Friday, September 22, 2006

All the news that fits our point of view

All in a day's work for Journal Sentinel editors:

THURSDAY, Sept. 21, 2006, 1:05 p.m. , JS Online:
Justice Department: Green transfer illegal

Friday morning paper:
Green heads to court over sanction

The news, of course, is not that Green is going to court. That was reported last week.

The news is not that a Doyle lawyer lobbied some members of the Elections Board, although Steve Walters managed to start today's story with that. It was reported yesterday.

The new development was that the state Dept. of Justice argued that all of the $1.3-million Green transferred from his federal account was illegal, except for $43,000 he could transfer from one committee to another. Previously, only $467,000 in political action committee money had been questioned.

The online story made that point. But by morning all was back on track in the JS newsroom, where everything Jim Doyle does is wrong and everything Mark Green does is just peachy.

UPDATE: Jay Bullock on the JS' campaign narrative.

Gretchen Schuldt, a former JS reporter, notes a little inconsistency.


At 8:35 AM, Blogger GWC shadow said...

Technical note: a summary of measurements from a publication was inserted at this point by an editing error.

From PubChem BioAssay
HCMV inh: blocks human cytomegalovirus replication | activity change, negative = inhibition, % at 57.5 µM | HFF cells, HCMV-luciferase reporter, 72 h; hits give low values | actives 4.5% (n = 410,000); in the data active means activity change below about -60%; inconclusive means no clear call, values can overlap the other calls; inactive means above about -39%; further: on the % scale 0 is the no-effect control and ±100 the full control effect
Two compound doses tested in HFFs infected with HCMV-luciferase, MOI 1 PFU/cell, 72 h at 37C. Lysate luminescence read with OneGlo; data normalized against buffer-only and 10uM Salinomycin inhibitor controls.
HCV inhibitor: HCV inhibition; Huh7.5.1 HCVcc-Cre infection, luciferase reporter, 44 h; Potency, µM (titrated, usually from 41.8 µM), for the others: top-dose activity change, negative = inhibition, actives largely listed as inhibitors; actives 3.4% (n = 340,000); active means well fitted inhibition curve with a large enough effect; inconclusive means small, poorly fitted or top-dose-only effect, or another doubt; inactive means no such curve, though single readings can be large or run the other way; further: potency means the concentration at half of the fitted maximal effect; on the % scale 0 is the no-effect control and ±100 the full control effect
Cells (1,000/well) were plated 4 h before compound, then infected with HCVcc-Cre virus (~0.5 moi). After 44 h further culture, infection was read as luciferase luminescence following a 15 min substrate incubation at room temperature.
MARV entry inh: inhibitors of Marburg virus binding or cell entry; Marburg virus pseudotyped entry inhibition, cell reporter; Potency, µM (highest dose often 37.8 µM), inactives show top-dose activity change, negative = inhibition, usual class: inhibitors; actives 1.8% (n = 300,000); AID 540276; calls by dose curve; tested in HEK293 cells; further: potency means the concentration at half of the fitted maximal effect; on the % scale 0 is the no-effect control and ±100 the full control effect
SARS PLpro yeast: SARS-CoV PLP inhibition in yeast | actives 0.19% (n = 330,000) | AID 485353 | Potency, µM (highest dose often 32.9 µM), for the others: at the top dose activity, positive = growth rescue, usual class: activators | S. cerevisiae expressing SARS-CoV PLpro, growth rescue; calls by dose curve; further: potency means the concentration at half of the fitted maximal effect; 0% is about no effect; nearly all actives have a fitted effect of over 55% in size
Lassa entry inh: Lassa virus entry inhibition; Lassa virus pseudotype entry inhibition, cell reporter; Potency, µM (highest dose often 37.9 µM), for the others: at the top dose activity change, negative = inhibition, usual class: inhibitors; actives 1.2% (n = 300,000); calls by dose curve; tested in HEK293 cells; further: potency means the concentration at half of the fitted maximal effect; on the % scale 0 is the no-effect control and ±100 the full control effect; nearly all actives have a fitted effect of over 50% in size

Doyle must have bribed Peg with free drink tickets at any Indian Casino. Come one Bill. This is all proof that Doyle, Peg and the Madison Democrats are all corrupt. Judge Neiss envolved also in this mess. No one seems to mention that he's a Doyle appointie. He'll rule against Green because you lib can't win on ideas.

At 9:00 AM, Blogger Other Side said...

Come one?


At 10:40 AM, Blogger Interloper said...

Given their repeated decisions to minimize or failt to report misconduct by Congressman Green and to maximize allegations against Governor Doyle, it's pretty clear that the news editors at the Journal Sentinel have a Republican bias. So much for the liberal media!

The Republicans constantly chirp about supposed liberal bias in the news media and journalists' connections to Democratic or supposedly liberal causes. The Dems should do the same.

Who's who at the Journal Sentinel anyway? What might explain this consistently slanted coverage and editorial placement of stories?


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